Even some of the supermarket brands were better. While I never wanted to "be" an Oscar Meyer wiener, I could eat one in a pinch. No longer.

    Today's Nathan's franks have only a hint of the original flavour profile. They always had casings and they did not contain sorbital or several kinds of gluten. There is no way they follow an original 1916 recipe. Sorbital? There's nothing wrong with the stuff, but give me a break.... I suspect that the original recipe was too assertive to score well in major marketing research tests.

    No, the franchising company won't answer you and , with total respect, Jade Alberts would know less about this than I. Murray Handwerker delivered them personally to my summer camp in 1956.

    1. I'm so glad that you've mentioned Thumann's - indeed, I've had hotdogs (from dirty water to those at the various ball parks) and nothing I've tasted thus far matches the great snap and taste of Thumann's. Everytime that I've visited NJ, I've asked my friends to fire up the grill and let me cook some Thumann's. :)

      3 Replies
      1. re: HSz

        I didn't mention that Thumann's makes 3 different recipe dogs. An all beef, a beef/pork griller, and one made especially for deep frying. The one I was referring to is the beef/pork griller sold in the blue and white package.

        1. re: hotdoglover

          Hmm. I admit that I've never taken a closer look at the bag. I shall need to ask my friends what they're buying at the store. All I know is that I've never tasted the same snap in the hotdogs I've had up here. Every time I've gone and visited NJ, we've always grilled a package :D

        2. re: HSz

          Is it the natural casing that gives it that snap? I want to make sure I get the right Nathan's (when I get the chance, that is).

        3. I have mentioned this to Embee before and I'll say it again. To say that there are no "Good" dogs in TO is wrong. There are "Good" dogs. What we are sorely lacking in is "Great" dogs. Mrs. Sippi and I did a couple of non scientific tastings and found that a tasting of 5 "Gourmet" brands against a ubiquitous supermarket, all beef brand had said supermarket brand (Juicy Jumbos) the winner.

          Also, Nathan's are better than Hebrew National but neither are available here.

          Now, I have inlaws in Alabama and import Nathan's whenever I head south and it's superiority to our dogs is embarrassing.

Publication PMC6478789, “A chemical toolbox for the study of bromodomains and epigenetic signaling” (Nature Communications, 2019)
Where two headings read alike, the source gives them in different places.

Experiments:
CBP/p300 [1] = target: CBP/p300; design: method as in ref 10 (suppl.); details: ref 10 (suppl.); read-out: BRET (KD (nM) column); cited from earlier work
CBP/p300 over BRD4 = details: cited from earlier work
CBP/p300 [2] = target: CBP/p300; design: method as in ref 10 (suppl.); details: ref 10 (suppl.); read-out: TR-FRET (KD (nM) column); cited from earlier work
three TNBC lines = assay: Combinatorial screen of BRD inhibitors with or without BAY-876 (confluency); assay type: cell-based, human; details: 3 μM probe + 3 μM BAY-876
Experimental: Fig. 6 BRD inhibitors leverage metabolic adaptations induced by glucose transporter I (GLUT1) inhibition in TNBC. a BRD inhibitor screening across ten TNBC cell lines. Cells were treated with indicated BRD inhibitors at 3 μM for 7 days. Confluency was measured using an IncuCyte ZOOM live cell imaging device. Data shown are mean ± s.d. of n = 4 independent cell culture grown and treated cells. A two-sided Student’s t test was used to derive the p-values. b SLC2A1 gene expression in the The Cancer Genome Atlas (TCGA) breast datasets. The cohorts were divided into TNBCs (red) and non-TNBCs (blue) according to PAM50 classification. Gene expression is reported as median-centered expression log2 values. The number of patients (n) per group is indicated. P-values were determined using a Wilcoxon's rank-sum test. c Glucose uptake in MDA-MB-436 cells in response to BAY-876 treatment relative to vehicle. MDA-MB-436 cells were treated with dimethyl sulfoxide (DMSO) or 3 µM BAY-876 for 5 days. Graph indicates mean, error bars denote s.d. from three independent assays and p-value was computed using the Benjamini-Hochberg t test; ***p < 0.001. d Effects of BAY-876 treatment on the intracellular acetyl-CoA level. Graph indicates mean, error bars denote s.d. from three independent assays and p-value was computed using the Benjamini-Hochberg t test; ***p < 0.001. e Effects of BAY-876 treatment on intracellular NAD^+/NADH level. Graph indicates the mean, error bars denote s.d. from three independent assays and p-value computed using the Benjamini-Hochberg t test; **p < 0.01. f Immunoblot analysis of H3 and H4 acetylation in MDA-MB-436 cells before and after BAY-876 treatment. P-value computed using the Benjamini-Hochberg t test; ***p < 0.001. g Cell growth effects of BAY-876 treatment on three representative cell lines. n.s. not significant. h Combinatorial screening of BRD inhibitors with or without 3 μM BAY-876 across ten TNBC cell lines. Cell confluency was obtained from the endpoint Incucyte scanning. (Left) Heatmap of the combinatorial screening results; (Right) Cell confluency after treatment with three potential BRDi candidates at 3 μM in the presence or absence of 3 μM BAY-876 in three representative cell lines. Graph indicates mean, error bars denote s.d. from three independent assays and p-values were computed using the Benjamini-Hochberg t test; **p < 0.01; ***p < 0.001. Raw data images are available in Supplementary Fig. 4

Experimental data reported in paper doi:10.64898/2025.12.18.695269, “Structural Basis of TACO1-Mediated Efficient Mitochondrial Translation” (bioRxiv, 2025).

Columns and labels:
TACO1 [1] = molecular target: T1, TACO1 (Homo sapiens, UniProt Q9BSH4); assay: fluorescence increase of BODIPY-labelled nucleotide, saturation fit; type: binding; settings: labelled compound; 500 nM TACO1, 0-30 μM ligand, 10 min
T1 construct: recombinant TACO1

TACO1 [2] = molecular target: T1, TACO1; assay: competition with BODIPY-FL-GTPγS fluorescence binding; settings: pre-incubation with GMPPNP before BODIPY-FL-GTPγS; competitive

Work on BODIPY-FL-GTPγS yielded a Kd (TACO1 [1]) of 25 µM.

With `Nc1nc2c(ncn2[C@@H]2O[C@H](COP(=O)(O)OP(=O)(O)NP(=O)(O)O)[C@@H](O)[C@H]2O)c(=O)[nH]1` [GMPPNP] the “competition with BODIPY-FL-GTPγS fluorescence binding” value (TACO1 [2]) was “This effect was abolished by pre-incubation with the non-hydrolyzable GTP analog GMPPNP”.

I also on one hand agree with Embee that it's just a hot dog but sometimes the simple hot dog is a great treat. I will also suggest that the simple things are the easiest to screw up. Try getting a great burger in TO. Most places try WAY too hard.


          7 Replies
          1. re: Davwud

            We're never going to agree on this one;-)

            I consider the expensive "Kobe" franks at McEwan's as edible and the Shopsy's "Original Recipe" and Cumbrae's beef franks as okay with some condiments. I tasted the "Kobe" stuff at the newspaper tasting and I bought the Shopsy and Cumbrae products once.

            Is any beef hotdog in Toronto good? NO!

            The superiority of the Nathan's product is, indeed, embarrassing. Better than HN (available here in the past, but not today)? That comes down to personal taste. I'd rate them both as "good".

            I do agree that sometimes a simple hotdog can be a treat, but nothing I can buy here qualifies. Great hot dog? Yes, the Nathan's and HN dogs sold in the fifties were great. While I'll make ridiculous trips to Buffalo to buy them, they don't rate as great today.

            1. re: embee

              A recurring theme of your most interesting and informative posts seems to be that the quality -defined in its broadest sense - of today's foods is markedly inferior to those of the past. While this is undoubtably true in many, if not most cases, I wonder if perhaps your memory may be conspiring to make old eating experiences seem more enjoyable than current ones?
              Nostalgic memories of past experiences are generally pleasant. The human memory, thank God, generally tends to maximize past good experiences while minimizing or even completely forgetting the bad or negative.
              Another factor may be that when you were younger you had less sophisticated tastes as now and were less discriminating.
              Am I on to something or full of hot air?

              1. re: Doctormhl1

                No, you aren't on to something, but you aren't full of hot air either. Your point is undeniably true, but it doesn't apply to the comments I've made here.

                Yes, I had less sophisticated tastes, but the tastes I miss aren't sophisticated. We have access to many more foods now than when I was growing up. Interesting foods were hard to find when I arrived in Toronto, but that's hardly true today.

                The restaurants of my youth served a much narrower range of food, at every price level, than one can get today. The one big difference was that most food served was "real" and (for better or worse) fully cooked in the restaurant's kitchen.

                I don't have warm memories of homemade comfort foods - my mother was an appallingly bad cook. We had almost no processed food in our (kosher) home, but mom could unfailingly turn high quality fresh food into dross. She couldn't even make decent chicken soup.

                The breads available in my neighbourhood were fabulous, but from a very limited range. We had rye, caraway rye, corn rye, marble rye, pumpernickel, challah, and (from one place) croissants. But you couldn't get a baguette to save your life. Real bread almost disappeared for a while, but there are now more varieties than ever before. Bagels, however, ain't the same - or even close - today.